I've never been an aspiring on-camera journalist. From day 1 of journalism classes at Northwestern's Medill School of Journalism, I knew I'd be steering clear of the broadcast track—for a few reasons. Primarily, I hate watching myself on camera. I'm a nervous public speaker and freeze up when people are watching—so the idea of a career in front of a camera seemed laughable. Plus anyone who wanted to become a broadcast journalists had a steep, steep climb to the top: and I just knew I wasn't passionate enough about being on-air to do it. The thing was, at the time I began studying journalism, our tracks at Medill made a lot more sense: you could study to write for a newspaper or magazine, train to report on-air, or take courses in Integrated Marketing Communications. The latter was the most quickly adaptable track, in my opinion, so I chose to go down that path. The training I received was excellent and propelled me to where I am today—a full-time employee at Forbes—but looking back, it didn't include much of the training in what working in media today actually requires. We didn't have courses about social media, livestreaming content, or building your personal brand as a journalist. So much of what I do every day relies on my Medill education, but an equal amount doesn't. Instead, it's real world training that I've gotten in my jobs in the real world and mentorship from leaders around me.
But I digress. The point of discussing my Medill training was not to reflect on what's changed in the industry—it's to highlight my staunch belief that I'd never end up on camera during my career. I planned to write—and I do—and later on I planned to create social media content. But doing those things can no longer be possible without also dabbling in video, the holy grail of content creation at the moment.
There wasn't a specific a-ha moment where I decided that it was time to begin working on my on-air content—it happened within the natural career trajectory of my role at Forbes. I was in Boston during our Under 30 Summit, running our Twitter and working with my colleagues to give our audience the best impression of how major and exciting the summit truly was. Luckily for me, our team is willing to embrace new things and gives us the chance to do so, so I decided to give our dormant Periscope account it's very first post. I spontaneously turned the camera (iPhone) on myself and gave our viewers a live tour of the plaza Forbes had taken over during the time of the summit. I walked around, showcasing the incredible activations and pop-up stage where Jason Derulo would later perform, casually talking along the way and trying not to watch the number of live viewers tic up.
It was brief, it was unscripted, and it got 18k views. I was stunned. People wanted to see where we were, what we were doing, and they were showing up to prove that to me. Thus began my work on launching and building out our Periscope strategy — still a work in progress — as well as my personal on-air journey. I won't say that I wasn't nervous at the time, but I wasn't scared, because I knew my content and knew people wanted to see what I had to offer. Since that day, I've done 16 broadcasts, some of which I appear on camera and some where I don't, and each one is more exciting than the last.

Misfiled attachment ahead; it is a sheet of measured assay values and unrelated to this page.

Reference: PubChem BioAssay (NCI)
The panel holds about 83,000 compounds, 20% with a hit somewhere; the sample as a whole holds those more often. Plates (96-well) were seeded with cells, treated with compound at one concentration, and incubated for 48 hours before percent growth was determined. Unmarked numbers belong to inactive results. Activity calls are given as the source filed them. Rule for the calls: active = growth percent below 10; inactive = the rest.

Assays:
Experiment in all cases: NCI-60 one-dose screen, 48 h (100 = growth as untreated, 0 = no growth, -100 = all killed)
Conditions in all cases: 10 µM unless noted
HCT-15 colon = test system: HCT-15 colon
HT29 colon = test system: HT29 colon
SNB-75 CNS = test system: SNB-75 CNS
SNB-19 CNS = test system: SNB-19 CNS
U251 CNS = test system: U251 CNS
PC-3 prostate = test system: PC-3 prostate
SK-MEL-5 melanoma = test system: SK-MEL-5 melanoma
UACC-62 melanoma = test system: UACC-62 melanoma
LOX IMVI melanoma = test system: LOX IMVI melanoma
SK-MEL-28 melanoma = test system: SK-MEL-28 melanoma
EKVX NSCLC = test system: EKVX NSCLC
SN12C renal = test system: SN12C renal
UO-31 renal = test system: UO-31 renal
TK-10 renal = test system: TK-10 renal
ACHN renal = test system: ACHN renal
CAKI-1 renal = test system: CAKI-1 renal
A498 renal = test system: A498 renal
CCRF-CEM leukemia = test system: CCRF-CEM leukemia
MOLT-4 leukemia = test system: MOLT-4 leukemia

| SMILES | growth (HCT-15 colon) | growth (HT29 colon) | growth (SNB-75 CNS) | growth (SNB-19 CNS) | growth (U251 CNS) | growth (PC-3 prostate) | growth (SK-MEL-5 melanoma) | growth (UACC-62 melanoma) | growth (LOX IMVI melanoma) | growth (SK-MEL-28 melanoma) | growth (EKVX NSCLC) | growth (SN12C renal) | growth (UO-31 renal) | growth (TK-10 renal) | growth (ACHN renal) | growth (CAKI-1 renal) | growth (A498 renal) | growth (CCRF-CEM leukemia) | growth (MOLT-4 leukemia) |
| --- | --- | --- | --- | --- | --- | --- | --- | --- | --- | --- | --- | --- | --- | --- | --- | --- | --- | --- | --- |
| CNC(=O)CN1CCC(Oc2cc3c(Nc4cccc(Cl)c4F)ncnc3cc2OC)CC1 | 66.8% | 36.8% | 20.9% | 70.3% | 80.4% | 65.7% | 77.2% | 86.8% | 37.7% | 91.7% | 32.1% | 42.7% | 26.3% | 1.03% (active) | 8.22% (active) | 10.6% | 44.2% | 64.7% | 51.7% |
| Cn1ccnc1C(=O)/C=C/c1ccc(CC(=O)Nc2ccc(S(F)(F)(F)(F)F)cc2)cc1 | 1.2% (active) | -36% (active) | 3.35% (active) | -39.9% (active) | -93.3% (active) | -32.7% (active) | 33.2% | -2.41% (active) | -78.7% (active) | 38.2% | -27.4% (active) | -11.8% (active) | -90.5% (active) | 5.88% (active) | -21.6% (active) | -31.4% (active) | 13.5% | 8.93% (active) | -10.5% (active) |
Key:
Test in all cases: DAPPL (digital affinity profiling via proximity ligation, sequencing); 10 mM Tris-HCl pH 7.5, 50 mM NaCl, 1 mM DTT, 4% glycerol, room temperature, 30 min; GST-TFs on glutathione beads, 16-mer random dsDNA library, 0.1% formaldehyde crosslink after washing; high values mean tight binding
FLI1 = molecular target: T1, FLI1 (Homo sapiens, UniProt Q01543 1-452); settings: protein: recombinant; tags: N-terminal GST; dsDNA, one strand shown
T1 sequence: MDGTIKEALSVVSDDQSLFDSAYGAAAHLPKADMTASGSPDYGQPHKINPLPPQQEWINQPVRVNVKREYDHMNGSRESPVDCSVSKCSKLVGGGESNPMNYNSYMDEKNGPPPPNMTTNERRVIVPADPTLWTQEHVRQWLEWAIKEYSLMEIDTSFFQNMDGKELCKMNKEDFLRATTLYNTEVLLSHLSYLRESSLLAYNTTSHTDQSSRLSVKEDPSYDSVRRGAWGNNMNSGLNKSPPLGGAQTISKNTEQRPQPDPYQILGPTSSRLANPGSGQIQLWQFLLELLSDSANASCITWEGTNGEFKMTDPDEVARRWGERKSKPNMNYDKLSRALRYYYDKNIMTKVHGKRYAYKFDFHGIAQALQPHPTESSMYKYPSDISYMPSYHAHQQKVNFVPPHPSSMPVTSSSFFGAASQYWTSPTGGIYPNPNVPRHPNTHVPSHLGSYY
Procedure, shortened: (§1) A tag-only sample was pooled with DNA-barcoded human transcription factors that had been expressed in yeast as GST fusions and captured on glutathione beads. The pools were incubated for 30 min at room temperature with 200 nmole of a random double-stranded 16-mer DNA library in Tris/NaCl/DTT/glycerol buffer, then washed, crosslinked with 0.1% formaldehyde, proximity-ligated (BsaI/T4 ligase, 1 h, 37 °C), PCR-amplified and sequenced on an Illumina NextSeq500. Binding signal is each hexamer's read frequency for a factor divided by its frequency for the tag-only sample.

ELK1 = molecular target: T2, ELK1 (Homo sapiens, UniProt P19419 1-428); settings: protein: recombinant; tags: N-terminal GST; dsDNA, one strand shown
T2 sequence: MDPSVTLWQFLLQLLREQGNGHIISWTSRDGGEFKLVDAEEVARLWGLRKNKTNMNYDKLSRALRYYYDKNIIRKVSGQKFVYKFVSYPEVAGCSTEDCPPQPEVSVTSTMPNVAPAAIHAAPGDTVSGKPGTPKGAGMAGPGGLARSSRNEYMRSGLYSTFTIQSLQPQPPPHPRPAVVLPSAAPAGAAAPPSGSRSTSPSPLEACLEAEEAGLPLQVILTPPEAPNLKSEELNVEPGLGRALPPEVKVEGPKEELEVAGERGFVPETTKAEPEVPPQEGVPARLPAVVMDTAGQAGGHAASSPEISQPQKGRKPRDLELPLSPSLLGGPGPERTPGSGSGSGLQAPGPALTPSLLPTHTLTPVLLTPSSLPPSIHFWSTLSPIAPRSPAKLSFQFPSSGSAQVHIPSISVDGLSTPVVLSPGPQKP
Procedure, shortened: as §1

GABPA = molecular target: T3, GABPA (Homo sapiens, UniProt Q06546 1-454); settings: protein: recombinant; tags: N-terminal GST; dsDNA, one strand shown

Turns out, I love hosting on camera. I love the opportunity to connect with our audience, creating one-of-a-kind content that can't be replicated anywhere else. I wouldn't love a career in broadcast journalism because I wouldn't want to sit at a desk and report other people's stories all day—I want a career in content creation where I can find and tell my own stories any way I want to.
By far the most influential experience of my career thus far has been representing Forbes down at South By Southwest in Austin this year. Our week at the festival was all-consuming in the best possible way. We created content, consumed content, met creatives, got creative, and learned. I hosted my first official Forbes video interviews with names like Justin Hurwitz, Marie Kondo and Kristen Bell. I wrangled an incredibly funny 6-person conversation with Melissa McCarthy and the cast of Nobodies, an experience I will never, ever forget. I battled incredible nerves to sit in front of a camera, mic'ed up and with a calm demeanor, ready to help our guests tell their story to a camera. And each time the camera stopped rolling, I took a deep breath and pinched myself.
I have a long, long way to go as an on-air personality—if you can even call what I'm working on that. My goal is to give the Forbes audience what they want to see, and if I can bring that content to life through my appearance on camera, then that's what I'll keep doing.
I don't know where the media industry will be in five years, and I likely won't have had formal training in what comes next. But as I've learned in my brief foray into new platforms: once you decide to take the plunge and stay true to your journalistic training, you can freely create and never be afraid of what's next.